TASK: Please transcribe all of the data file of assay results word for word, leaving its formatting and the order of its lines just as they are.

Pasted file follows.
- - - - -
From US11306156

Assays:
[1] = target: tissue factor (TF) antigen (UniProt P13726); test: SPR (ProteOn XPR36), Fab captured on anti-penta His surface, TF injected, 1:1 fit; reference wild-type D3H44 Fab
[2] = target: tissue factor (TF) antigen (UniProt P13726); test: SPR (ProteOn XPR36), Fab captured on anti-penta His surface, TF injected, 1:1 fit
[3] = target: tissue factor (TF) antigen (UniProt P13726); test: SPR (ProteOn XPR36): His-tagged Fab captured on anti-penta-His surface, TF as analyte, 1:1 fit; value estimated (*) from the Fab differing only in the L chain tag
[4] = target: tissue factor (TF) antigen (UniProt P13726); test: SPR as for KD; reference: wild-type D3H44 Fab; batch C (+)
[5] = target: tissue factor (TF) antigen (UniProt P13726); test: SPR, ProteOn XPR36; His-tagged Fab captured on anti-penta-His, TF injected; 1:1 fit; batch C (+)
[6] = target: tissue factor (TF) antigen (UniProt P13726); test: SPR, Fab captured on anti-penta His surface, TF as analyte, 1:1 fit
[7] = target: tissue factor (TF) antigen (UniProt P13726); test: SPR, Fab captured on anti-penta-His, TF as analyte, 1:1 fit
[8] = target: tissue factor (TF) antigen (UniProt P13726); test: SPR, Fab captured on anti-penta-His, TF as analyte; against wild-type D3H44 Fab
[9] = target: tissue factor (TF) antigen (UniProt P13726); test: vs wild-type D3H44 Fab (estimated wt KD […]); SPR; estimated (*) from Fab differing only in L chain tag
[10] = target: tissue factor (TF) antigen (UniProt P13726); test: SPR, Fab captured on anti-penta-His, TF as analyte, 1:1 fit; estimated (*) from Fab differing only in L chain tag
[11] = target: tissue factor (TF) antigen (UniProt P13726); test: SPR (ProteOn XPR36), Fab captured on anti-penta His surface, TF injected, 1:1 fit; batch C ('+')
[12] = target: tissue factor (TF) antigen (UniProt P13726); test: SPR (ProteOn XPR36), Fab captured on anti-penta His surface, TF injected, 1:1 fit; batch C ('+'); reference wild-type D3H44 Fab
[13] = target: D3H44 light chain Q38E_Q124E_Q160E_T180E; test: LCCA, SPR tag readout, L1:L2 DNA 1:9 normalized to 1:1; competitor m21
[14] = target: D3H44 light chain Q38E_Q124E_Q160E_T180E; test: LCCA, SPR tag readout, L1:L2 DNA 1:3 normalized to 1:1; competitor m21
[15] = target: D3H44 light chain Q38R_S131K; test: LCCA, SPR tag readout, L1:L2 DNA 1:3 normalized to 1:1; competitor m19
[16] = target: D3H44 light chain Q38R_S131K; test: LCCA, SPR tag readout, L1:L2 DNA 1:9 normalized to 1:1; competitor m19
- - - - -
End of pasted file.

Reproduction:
From US11306156

Assays:
[1] = target: tissue factor (TF) antigen (UniProt P13726); test: SPR (ProteOn XPR36), Fab captured on anti-penta His surface, TF injected, 1:1 fit; reference wild-type D3H44 Fab
[2] = target: tissue factor (TF) antigen (UniProt P13726); test: SPR (ProteOn XPR36), Fab captured on anti-penta His surface, TF injected, 1:1 fit
[3] = target: tissue factor (TF) antigen (UniProt P13726); test: SPR (ProteOn XPR36): His-tagged Fab captured on anti-penta-His surface, TF as analyte, 1:1 fit; value estimated (*) from the Fab differing only in the L chain tag
[4] = target: tissue factor (TF) antigen (UniProt P13726); test: SPR as for KD; reference: wild-type D3H44 Fab; batch C (+)
[5] = target: tissue factor (TF) antigen (UniProt P13726); test: SPR, ProteOn XPR36; His-tagged Fab captured on anti-penta-His, TF injected; 1:1 fit; batch C (+)
[6] = target: tissue factor (TF) antigen (UniProt P13726); test: SPR, Fab captured on anti-penta His surface, TF as analyte, 1:1 fit
[7] = target: tissue factor (TF) antigen (UniProt P13726); test: SPR, Fab captured on anti-penta-His, TF as analyte, 1:1 fit
[8] = target: tissue factor (TF) antigen (UniProt P13726); test: SPR, Fab captured on anti-penta-His, TF as analyte; against wild-type D3H44 Fab
[9] = target: tissue factor (TF) antigen (UniProt P13726); test: vs wild-type D3H44 Fab (estimated wt KD […]); SPR; estimated (*) from Fab differing only in L chain tag
[10] = target: tissue factor (TF) antigen (UniProt P13726); test: SPR, Fab captured on anti-penta-His, TF as analyte, 1:1 fit; estimated (*) from Fab differing only in L chain tag
[11] = target: tissue factor (TF) antigen (UniProt P13726); test: SPR (ProteOn XPR36), Fab captured on anti-penta His surface, TF injected, 1:1 fit; batch C ('+')
[12] = target: tissue factor (TF) antigen (UniProt P13726); test: SPR (ProteOn XPR36), Fab captured on anti-penta His surface, TF injected, 1:1 fit; batch C ('+'); reference wild-type D3H44 Fab
[13] = target: D3H44 light chain Q38E_Q124E_Q160E_T180E; test: LCCA, SPR tag readout, L1:L2 DNA 1:9 normalized to 1:1; competitor m21
[14] = target: D3H44 light chain Q38E_Q124E_Q160E_T180E; test: LCCA, SPR tag readout, L1:L2 DNA 1:3 normalized to 1:1; competitor m21
[15] = target: D3H44 light chain Q38R_S131K; test: LCCA, SPR tag readout, L1:L2 DNA 1:3 normalized to 1:1; competitor m19
[16] = target: D3H44 light chain Q38R_S131K; test: LCCA, SPR tag readout, L1:L2 DNA 1:9 normalized to 1:1; competitor m19